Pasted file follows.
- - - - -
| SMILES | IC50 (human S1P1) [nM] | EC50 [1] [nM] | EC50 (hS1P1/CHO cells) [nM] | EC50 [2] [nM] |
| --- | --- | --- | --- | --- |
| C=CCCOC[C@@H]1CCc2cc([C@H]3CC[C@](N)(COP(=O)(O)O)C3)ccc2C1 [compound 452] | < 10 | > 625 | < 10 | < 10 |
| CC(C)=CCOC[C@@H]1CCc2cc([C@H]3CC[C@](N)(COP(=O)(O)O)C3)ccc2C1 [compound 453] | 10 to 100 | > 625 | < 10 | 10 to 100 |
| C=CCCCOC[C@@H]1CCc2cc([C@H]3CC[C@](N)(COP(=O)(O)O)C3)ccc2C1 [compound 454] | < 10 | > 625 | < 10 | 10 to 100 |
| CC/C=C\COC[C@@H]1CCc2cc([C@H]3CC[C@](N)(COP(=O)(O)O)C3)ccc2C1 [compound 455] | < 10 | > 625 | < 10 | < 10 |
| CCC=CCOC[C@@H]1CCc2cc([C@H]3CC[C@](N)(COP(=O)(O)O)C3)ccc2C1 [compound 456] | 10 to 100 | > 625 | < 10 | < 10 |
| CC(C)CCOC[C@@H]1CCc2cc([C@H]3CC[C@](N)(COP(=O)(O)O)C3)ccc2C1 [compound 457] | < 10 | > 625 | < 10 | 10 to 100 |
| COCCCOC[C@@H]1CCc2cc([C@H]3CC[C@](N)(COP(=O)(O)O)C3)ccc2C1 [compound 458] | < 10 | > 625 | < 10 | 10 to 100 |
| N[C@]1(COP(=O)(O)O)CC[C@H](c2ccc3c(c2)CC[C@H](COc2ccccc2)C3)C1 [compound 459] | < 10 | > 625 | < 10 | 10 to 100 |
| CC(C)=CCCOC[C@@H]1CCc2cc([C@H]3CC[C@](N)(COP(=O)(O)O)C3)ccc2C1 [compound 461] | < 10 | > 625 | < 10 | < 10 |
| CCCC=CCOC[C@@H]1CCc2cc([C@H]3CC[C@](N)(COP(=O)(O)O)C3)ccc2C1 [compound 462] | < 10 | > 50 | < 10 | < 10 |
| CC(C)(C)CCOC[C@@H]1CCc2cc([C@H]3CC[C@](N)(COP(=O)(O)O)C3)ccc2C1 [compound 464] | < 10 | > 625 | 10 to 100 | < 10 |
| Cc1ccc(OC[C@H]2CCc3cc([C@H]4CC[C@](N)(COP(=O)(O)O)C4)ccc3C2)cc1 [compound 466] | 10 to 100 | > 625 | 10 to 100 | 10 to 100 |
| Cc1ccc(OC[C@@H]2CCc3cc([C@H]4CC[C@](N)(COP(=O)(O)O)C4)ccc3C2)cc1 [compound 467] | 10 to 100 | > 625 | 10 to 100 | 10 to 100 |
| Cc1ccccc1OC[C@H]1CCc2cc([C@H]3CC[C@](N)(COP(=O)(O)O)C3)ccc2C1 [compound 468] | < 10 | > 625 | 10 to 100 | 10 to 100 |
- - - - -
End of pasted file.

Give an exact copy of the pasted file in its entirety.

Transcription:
| SMILES | IC50 (human S1P1) [nM] | EC50 [1] [nM] | EC50 (hS1P1/CHO cells) [nM] | EC50 [2] [nM] |
| --- | --- | --- | --- | --- |
| C=CCCOC[C@@H]1CCc2cc([C@H]3CC[C@](N)(COP(=O)(O)O)C3)ccc2C1 [compound 452] | < 10 | > 625 | < 10 | < 10 |
| CC(C)=CCOC[C@@H]1CCc2cc([C@H]3CC[C@](N)(COP(=O)(O)O)C3)ccc2C1 [compound 453] | 10 to 100 | > 625 | < 10 | 10 to 100 |
| C=CCCCOC[C@@H]1CCc2cc([C@H]3CC[C@](N)(COP(=O)(O)O)C3)ccc2C1 [compound 454] | < 10 | > 625 | < 10 | 10 to 100 |
| CC/C=C\COC[C@@H]1CCc2cc([C@H]3CC[C@](N)(COP(=O)(O)O)C3)ccc2C1 [compound 455] | < 10 | > 625 | < 10 | < 10 |
| CCC=CCOC[C@@H]1CCc2cc([C@H]3CC[C@](N)(COP(=O)(O)O)C3)ccc2C1 [compound 456] | 10 to 100 | > 625 | < 10 | < 10 |
| CC(C)CCOC[C@@H]1CCc2cc([C@H]3CC[C@](N)(COP(=O)(O)O)C3)ccc2C1 [compound 457] | < 10 | > 625 | < 10 | 10 to 100 |
| COCCCOC[C@@H]1CCc2cc([C@H]3CC[C@](N)(COP(=O)(O)O)C3)ccc2C1 [compound 458] | < 10 | > 625 | < 10 | 10 to 100 |
| N[C@]1(COP(=O)(O)O)CC[C@H](c2ccc3c(c2)CC[C@H](COc2ccccc2)C3)C1 [compound 459] | < 10 | > 625 | < 10 | 10 to 100 |
| CC(C)=CCCOC[C@@H]1CCc2cc([C@H]3CC[C@](N)(COP(=O)(O)O)C3)ccc2C1 [compound 461] | < 10 | > 625 | < 10 | < 10 |
| CCCC=CCOC[C@@H]1CCc2cc([C@H]3CC[C@](N)(COP(=O)(O)O)C3)ccc2C1 [compound 462] | < 10 | > 50 | < 10 | < 10 |
| CC(C)(C)CCOC[C@@H]1CCc2cc([C@H]3CC[C@](N)(COP(=O)(O)O)C3)ccc2C1 [compound 464] | < 10 | > 625 | 10 to 100 | < 10 |
| Cc1ccc(OC[C@H]2CCc3cc([C@H]4CC[C@](N)(COP(=O)(O)O)C4)ccc3C2)cc1 [compound 466] | 10 to 100 | > 625 | 10 to 100 | 10 to 100 |
| Cc1ccc(OC[C@@H]2CCc3cc([C@H]4CC[C@](N)(COP(=O)(O)O)C4)ccc3C2)cc1 [compound 467] | 10 to 100 | > 625 | 10 to 100 | 10 to 100 |
| Cc1ccccc1OC[C@H]1CCc2cc([C@H]3CC[C@](N)(COP(=O)(O)O)C3)ccc2C1 [compound 468] | < 10 | > 625 | 10 to 100 | 10 to 100 |